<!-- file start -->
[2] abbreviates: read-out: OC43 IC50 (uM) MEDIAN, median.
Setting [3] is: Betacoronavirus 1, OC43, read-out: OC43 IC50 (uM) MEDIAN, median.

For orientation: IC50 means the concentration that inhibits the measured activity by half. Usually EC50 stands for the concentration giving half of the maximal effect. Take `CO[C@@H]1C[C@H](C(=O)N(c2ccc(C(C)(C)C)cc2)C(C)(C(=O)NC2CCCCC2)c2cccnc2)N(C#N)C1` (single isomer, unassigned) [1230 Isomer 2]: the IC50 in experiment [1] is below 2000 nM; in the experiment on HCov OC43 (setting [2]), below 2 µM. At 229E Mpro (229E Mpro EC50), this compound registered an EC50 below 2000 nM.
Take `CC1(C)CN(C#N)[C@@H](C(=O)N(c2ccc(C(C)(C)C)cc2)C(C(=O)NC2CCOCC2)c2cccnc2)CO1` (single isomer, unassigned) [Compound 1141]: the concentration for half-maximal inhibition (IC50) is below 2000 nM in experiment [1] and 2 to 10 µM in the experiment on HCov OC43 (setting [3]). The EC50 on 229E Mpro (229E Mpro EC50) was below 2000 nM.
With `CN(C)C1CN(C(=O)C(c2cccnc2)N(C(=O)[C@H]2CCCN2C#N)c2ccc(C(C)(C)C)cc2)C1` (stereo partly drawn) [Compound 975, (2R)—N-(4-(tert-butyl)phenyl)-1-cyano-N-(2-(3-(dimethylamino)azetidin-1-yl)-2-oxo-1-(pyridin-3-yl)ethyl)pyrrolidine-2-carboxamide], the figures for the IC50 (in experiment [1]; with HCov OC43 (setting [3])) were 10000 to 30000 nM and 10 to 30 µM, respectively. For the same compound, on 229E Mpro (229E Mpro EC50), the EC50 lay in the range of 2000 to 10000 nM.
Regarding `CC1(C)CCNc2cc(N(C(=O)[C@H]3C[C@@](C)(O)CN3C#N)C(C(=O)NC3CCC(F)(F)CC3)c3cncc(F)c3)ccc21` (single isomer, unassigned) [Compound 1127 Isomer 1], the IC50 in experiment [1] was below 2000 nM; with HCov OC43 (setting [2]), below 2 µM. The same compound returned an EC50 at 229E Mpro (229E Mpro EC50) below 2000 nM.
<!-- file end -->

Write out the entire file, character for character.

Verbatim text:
[2] abbreviates: read-out: OC43 IC50 (uM) MEDIAN, median.
Setting [3] is: Betacoronavirus 1, OC43, read-out: OC43 IC50 (uM) MEDIAN, median.

For orientation: IC50 means the concentration that inhibits the measured activity by half. Usually EC50 stands for the concentration giving half of the maximal effect. Take `CO[C@@H]1C[C@H](C(=O)N(c2ccc(C(C)(C)C)cc2)C(C)(C(=O)NC2CCCCC2)c2cccnc2)N(C#N)C1` (single isomer, unassigned) [1230 Isomer 2]: the IC50 in experiment [1] is below 2000 nM; in the experiment on HCov OC43 (setting [2]), below 2 µM. At 229E Mpro (229E Mpro EC50), this compound registered an EC50 below 2000 nM.
Take `CC1(C)CN(C#N)[C@@H](C(=O)N(c2ccc(C(C)(C)C)cc2)C(C(=O)NC2CCOCC2)c2cccnc2)CO1` (single isomer, unassigned) [Compound 1141]: the concentration for half-maximal inhibition (IC50) is below 2000 nM in experiment [1] and 2 to 10 µM in the experiment on HCov OC43 (setting [3]). The EC50 on 229E Mpro (229E Mpro EC50) was below 2000 nM.
With `CN(C)C1CN(C(=O)C(c2cccnc2)N(C(=O)[C@H]2CCCN2C#N)c2ccc(C(C)(C)C)cc2)C1` (stereo partly drawn) [Compound 975, (2R)—N-(4-(tert-butyl)phenyl)-1-cyano-N-(2-(3-(dimethylamino)azetidin-1-yl)-2-oxo-1-(pyridin-3-yl)ethyl)pyrrolidine-2-carboxamide], the figures for the IC50 (in experiment [1]; with HCov OC43 (setting [3])) were 10000 to 30000 nM and 10 to 30 µM, respectively. For the same compound, on 229E Mpro (229E Mpro EC50), the EC50 lay in the range of 2000 to 10000 nM.
Regarding `CC1(C)CCNc2cc(N(C(=O)[C@H]3C[C@@](C)(O)CN3C#N)C(C(=O)NC3CCC(F)(F)CC3)c3cncc(F)c3)ccc21` (single isomer, unassigned) [Compound 1127 Isomer 1], the IC50 in experiment [1] was below 2000 nM; with HCov OC43 (setting [2]), below 2 µM. The same compound returned an EC50 at 229E Mpro (229E Mpro EC50) below 2000 nM.